DayBreaks for 12/23/11 – What King Herod’s Know in Their Soul

DayBreaks for 12/23/11 – What Herod’s Know In Their Soul    

King Herod the Great

Every year at the Metropolitan Museum of Art in New York, there is displayed, beneath the great Christmas tree, a beautiful eighteenth century Neapolitan nativity scene. In many ways it is a very familiar scene. The usual characters are all there: shepherds roused from sleep by the voices of angels; the exotic wise men from the East seeking, as Auden once put it, “how to be human now”; Joseph; Mary; the babe — all are there, each figure an artistic marvel of wood, clay, and paint. There is, however, something surprising about this scene, something unexpected here, easily missed by the causal observer. What is strange here is that the stable, and the shepherds, and the cradle are set, not in the expected small town of Bethlehem, but among the ruins of mighty Roman columns. The fragile manger is surrounded by broken and decaying columns. The artists knew the meaning of this event: The gospel, the birth of God’s new age, was also the death of the old world.

Herods know in their souls what we perhaps have passed over too lightly: God’s presence in the world means finally the end of their own power. They seek not to preserve the birth of God’s new age, but to crush it. For Herod, the gospel is news too bad to be endured, for Mary, Joseph, and all the other characters it is news too good to miss. – Adapted from Thomas G. Long, Something Is About To Happen

I don’t know about you, but I’m not just skeptical, but a bit fearful of politicians and power-brokers who talk about the “new world” that they are vowing to bring to us.  I’m hugely skeptical.  To me, it sounds like someone trying to convince me that I will like the things they want to do, so sit down, open your mouth, and take your medicine!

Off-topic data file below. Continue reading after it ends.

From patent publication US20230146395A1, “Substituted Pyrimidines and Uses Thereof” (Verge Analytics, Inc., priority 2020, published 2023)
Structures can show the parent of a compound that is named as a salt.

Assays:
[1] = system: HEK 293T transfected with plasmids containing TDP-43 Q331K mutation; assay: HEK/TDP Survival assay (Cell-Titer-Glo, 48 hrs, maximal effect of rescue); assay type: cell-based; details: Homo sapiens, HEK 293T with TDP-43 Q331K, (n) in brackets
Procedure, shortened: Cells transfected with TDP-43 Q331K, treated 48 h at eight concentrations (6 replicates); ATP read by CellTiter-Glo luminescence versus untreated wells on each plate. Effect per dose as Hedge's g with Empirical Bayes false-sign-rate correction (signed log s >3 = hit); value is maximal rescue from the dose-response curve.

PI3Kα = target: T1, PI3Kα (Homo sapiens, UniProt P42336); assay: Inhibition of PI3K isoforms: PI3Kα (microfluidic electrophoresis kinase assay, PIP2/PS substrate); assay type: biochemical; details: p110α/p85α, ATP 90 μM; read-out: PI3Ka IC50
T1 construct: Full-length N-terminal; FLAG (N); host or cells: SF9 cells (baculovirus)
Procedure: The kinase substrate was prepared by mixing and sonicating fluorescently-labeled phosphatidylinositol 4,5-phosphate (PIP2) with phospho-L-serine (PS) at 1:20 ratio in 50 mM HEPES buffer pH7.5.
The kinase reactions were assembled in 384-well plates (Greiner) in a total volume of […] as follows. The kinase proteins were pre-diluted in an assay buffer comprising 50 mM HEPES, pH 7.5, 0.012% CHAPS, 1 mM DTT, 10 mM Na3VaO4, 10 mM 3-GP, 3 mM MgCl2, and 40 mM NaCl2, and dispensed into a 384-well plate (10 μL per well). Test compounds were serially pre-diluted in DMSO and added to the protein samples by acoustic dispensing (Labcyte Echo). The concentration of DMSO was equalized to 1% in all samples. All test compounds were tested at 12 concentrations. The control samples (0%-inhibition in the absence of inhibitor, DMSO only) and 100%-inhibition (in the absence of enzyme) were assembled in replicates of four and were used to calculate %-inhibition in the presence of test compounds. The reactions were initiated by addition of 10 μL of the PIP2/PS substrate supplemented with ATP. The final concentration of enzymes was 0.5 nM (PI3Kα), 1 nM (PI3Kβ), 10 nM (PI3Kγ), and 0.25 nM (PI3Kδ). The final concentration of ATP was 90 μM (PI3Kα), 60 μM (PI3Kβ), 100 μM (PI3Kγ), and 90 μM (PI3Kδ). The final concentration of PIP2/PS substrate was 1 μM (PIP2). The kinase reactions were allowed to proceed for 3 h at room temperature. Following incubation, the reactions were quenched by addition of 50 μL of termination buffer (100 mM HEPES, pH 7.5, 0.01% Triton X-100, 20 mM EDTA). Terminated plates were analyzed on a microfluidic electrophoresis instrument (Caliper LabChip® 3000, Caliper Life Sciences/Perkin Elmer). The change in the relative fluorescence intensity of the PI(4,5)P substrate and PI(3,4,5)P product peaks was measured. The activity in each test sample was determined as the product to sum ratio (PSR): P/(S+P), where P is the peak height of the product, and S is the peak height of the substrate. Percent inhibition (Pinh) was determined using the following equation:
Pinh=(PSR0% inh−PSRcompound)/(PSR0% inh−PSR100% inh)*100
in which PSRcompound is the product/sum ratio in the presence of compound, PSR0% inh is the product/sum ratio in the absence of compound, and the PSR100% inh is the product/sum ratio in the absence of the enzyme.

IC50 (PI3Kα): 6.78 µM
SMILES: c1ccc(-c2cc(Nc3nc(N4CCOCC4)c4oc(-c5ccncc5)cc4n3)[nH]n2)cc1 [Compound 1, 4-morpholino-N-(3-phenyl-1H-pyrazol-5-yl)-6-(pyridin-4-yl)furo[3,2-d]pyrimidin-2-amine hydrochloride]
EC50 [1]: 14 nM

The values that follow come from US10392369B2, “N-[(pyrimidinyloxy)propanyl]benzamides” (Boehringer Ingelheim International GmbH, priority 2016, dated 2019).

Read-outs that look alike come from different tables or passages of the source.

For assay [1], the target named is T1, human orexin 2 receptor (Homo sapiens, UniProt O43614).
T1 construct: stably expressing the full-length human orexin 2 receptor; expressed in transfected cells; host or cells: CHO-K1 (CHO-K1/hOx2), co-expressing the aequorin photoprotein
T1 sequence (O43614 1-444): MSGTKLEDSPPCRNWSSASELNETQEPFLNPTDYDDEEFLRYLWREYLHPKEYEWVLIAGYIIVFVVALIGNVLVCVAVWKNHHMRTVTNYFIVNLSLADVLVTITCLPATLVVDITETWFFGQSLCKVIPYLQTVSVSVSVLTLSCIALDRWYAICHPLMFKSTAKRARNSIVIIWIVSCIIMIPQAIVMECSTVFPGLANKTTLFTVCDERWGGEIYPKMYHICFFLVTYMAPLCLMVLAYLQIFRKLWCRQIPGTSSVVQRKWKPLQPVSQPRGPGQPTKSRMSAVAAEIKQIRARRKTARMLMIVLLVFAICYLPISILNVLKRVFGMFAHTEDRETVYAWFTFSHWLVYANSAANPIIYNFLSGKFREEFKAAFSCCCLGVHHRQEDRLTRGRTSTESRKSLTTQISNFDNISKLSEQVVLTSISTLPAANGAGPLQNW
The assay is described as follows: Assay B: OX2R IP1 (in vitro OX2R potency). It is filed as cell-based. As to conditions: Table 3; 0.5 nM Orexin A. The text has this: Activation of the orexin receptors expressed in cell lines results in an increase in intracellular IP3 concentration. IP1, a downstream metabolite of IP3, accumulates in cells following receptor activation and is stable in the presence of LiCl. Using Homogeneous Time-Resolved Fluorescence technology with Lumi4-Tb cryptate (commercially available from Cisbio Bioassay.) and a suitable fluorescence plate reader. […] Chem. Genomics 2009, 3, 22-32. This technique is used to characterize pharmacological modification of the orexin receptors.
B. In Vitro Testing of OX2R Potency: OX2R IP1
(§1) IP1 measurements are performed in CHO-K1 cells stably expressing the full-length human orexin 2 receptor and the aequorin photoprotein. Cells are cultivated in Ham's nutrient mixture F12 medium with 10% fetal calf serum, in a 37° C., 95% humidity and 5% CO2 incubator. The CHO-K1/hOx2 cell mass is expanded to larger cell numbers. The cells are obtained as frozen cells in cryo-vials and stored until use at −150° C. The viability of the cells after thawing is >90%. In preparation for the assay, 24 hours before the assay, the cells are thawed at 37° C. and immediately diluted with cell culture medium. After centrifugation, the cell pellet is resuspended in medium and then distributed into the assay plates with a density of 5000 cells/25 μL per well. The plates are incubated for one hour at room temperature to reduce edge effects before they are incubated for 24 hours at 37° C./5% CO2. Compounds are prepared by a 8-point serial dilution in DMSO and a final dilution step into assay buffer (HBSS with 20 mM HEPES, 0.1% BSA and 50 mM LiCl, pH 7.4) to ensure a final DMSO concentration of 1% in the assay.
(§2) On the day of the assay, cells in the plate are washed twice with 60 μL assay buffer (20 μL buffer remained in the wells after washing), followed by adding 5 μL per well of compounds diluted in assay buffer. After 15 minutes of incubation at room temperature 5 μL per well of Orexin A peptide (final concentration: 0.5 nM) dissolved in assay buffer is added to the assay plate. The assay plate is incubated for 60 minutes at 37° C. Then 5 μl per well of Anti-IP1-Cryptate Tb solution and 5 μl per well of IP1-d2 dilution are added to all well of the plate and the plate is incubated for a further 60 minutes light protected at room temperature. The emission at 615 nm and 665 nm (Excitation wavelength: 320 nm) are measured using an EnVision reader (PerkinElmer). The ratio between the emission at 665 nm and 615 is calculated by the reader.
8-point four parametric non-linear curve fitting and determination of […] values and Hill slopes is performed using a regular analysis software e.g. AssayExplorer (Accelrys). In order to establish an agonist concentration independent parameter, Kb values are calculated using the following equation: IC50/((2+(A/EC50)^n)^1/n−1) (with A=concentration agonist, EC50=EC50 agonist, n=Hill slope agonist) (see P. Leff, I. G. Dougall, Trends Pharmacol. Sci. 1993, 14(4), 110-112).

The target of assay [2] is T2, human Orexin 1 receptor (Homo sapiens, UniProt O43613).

Sometimes, however, the old must pass away so a better new can come.  Herod knew it – and he knew it meant the end of him and his despotic rule.  There was a new King coming to town and Herod wanted nothing to do with it, or with Him.  So he tried to introduce his own new world – one of killed babies and crying mothers, a voice of weeping and wailing.

In the midst of all that, there was another baby wailing.  He would have sounded to human ears like any other human infant who was hungry or dirty or who simply wanted to be held.  But to God it was a voice unlike any other, for a new world, a new age, had dawned with the birth of the little one in the stable.

Maybe this year you’ve held off on giving all you are to Jesus.  Maybe you’ve held back because you were skeptical of his claims to give you life and life more abundant.  Maybe you simply thought it all sounded too good to be true.  Maybe you’re wrong about all those things…and you may be like Herod, trying to squash the Baby Jesus before he can make any demands of you.  Herod lost.  Herod was wrong.  This year, don’t be wrong about your decision of what to do with Jesus.  Decide now that He will be as welcome in your heart as he is in the courts of heaven above.  Welcome the baby Jesus and the grown Christ, risen in glory!

Merry CHRISTmas, everyone!

PRAYER: Be born in us anew this day and may our hearts be glad to welcome you in!  In Jesus’ name, Amen.

Copyright 2011 by Galen C. Dalrymple.

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